Western Front (World War I)

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For most of World War I, Allied and German Forces were stalled at trenches on the Western Front.

The Western Front line for most of World War I extended relatively statically from the English Channel to the Swiss frontier, most of Belgium, all of Luxembourg, and a few important industrial regions of France remained under German control.


Opening - German invasion of France and Belgium

At the outbreak of the First World War, the German army executed a modified version of the Schlieffen Plan, quickly attacking France through Belgium on August 4, 1914. Luxembourg had been occupied without opposition on August 2. The first battle in Belgium was the Siege of Liège which lasted from August 5 to 16. Liège was well fortified and surprised the German army under Erich Ludendorff with its level of resistance. Following the fall of Liège most of the Belgian army retreated to Antwerp and Namur. Although the German army bypassed Antwerp, it remained a threat to their flank. Another siege followed at Namur lasting from about the 20th until the 23rd of August.

During the latter half of August the German army advanced into northern France and met both the French army, under Joseph Joffre and the initial divisions of the British Expeditionary Force, under Sir John French. A series of battles known as the Battles of the Frontiers ensued. Key battles included the Battle of Charleroi and the Battle of Mons. A general Allied retreat followed this series of battles and led to more battles such as Le Cateau, The Siege of Maubeuge, and the Battle of Guise.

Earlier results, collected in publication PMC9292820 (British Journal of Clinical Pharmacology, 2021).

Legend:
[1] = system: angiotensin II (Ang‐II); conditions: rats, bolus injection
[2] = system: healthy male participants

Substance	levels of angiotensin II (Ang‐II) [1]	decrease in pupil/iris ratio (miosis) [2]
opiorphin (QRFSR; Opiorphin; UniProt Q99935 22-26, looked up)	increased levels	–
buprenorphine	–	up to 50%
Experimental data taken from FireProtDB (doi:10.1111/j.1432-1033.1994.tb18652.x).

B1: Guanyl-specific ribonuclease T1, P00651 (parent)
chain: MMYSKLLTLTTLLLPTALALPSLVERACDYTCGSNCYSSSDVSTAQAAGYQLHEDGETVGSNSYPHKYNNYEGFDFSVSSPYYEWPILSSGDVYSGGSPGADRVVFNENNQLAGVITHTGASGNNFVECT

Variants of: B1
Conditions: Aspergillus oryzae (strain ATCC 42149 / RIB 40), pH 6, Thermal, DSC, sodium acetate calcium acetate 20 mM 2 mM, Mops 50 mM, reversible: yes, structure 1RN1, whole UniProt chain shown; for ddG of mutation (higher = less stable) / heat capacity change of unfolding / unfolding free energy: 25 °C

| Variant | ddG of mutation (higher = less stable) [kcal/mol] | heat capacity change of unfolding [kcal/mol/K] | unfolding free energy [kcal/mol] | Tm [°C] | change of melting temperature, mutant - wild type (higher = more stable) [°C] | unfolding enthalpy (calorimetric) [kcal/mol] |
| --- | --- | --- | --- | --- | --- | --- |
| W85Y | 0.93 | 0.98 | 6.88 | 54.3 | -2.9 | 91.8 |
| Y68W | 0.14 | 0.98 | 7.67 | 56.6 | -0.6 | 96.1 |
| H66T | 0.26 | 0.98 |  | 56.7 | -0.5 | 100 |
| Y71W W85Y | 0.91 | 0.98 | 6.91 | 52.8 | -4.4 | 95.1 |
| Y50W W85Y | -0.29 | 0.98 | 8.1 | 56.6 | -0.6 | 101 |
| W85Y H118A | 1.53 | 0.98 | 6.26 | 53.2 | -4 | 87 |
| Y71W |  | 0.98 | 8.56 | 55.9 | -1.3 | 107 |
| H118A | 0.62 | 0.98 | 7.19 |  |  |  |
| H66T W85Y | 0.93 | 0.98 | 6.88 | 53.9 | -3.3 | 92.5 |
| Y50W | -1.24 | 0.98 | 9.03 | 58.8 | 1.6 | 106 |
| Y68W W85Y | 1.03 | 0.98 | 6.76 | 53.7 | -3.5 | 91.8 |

The German army came within 70km of Paris, but at the First Battle of the Marne, from September 6th to 12th, French and British troops were able to force a German retreat ending their advance into France. The German army retreated north of the River Aisne and dug in there, establishing the static western front that was to last for the next three years. After that, the opposing forces tried to outflank each other in the Race for the Sea and quickly extended their trench systems from the English Channel to the Swiss frontier.

1915 - Trench warfare

Toward the end of 1914 during the First Battle of Ypres, the British managed to capture the Belgian town of Ypres from the Germans. On April 22, the Germans attempted to regain control of the town, launching the Second Battle of Ypres. This marked the first large-scale use of chemical weapons on the western front, as 168 tons were dropped on the allied lines. This resulted in the death of 5,000 men within minutes. However the German command failed to exploit the four mile opening, and Canadian troops arrived to drive back the advance.

  • 5/9 - Artois offensive
  • 9/29 - Artois-Loos

1916 - Artillery duels and attrition

  • 2/21 - German offensive at Verdun
  • 7/1 - Somme offensive

1917 - Commonwealth takes the lead

In April 1917, the Canadian Corps, joined by the British 5th Infantry Division, managed to break through the German lines at Vimy Ridge, though this did not change the prevailing strategic situation.

The same month, the French General Robert Nivelle ordered a new offensive against the German trenches. The attack would be one million men strong, to be preceded by a massed artillery barrage and accompanied by tanks. However the operation proceded poorly and within a week 100,000 french were dead. Despite this, Neville ordered the attack continued.